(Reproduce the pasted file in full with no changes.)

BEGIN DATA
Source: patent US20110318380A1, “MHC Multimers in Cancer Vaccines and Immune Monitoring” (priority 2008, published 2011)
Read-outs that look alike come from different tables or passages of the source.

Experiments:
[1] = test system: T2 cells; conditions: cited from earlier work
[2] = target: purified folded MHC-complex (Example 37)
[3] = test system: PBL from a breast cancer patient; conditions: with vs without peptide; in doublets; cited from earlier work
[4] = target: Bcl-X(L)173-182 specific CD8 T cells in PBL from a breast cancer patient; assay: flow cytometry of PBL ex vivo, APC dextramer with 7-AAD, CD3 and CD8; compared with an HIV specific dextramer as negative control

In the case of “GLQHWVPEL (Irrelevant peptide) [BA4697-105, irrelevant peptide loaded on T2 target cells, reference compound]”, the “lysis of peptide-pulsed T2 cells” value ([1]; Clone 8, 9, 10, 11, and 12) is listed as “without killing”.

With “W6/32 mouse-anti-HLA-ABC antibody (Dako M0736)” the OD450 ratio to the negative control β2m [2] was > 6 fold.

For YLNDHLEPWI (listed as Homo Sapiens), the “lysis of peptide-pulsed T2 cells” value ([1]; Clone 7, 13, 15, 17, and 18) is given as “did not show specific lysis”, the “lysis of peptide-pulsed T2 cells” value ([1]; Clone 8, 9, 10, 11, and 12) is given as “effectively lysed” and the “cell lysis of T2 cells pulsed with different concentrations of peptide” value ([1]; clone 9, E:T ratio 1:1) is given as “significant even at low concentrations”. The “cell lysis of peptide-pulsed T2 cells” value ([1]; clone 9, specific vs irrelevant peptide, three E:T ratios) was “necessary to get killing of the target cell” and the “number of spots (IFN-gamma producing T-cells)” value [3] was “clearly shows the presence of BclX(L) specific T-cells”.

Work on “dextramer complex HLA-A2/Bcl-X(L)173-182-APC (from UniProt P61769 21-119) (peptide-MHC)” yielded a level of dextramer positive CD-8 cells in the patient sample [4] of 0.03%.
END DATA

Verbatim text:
Source: patent US20110318380A1, “MHC Multimers in Cancer Vaccines and Immune Monitoring” (priority 2008, published 2011)
Read-outs that look alike come from different tables or passages of the source.

Experiments:
[1] = test system: T2 cells; conditions: cited from earlier work
[2] = target: purified folded MHC-complex (Example 37)
[3] = test system: PBL from a breast cancer patient; conditions: with vs without peptide; in doublets; cited from earlier work
[4] = target: Bcl-X(L)173-182 specific CD8 T cells in PBL from a breast cancer patient; assay: flow cytometry of PBL ex vivo, APC dextramer with 7-AAD, CD3 and CD8; compared with an HIV specific dextramer as negative control

In the case of “GLQHWVPEL (Irrelevant peptide) [BA4697-105, irrelevant peptide loaded on T2 target cells, reference compound]”, the “lysis of peptide-pulsed T2 cells” value ([1]; Clone 8, 9, 10, 11, and 12) is listed as “without killing”.

With “W6/32 mouse-anti-HLA-ABC antibody (Dako M0736)” the OD450 ratio to the negative control β2m [2] was > 6 fold.

For YLNDHLEPWI (listed as Homo Sapiens), the “lysis of peptide-pulsed T2 cells” value ([1]; Clone 7, 13, 15, 17, and 18) is given as “did not show specific lysis”, the “lysis of peptide-pulsed T2 cells” value ([1]; Clone 8, 9, 10, 11, and 12) is given as “effectively lysed” and the “cell lysis of T2 cells pulsed with different concentrations of peptide” value ([1]; clone 9, E:T ratio 1:1) is given as “significant even at low concentrations”. The “cell lysis of peptide-pulsed T2 cells” value ([1]; clone 9, specific vs irrelevant peptide, three E:T ratios) was “necessary to get killing of the target cell” and the “number of spots (IFN-gamma producing T-cells)” value [3] was “clearly shows the presence of BclX(L) specific T-cells”.

Work on “dextramer complex HLA-A2/Bcl-X(L)173-182-APC (from UniProt P61769 21-119) (peptide-MHC)” yielded a level of dextramer positive CD-8 cells in the patient sample [4] of 0.03%.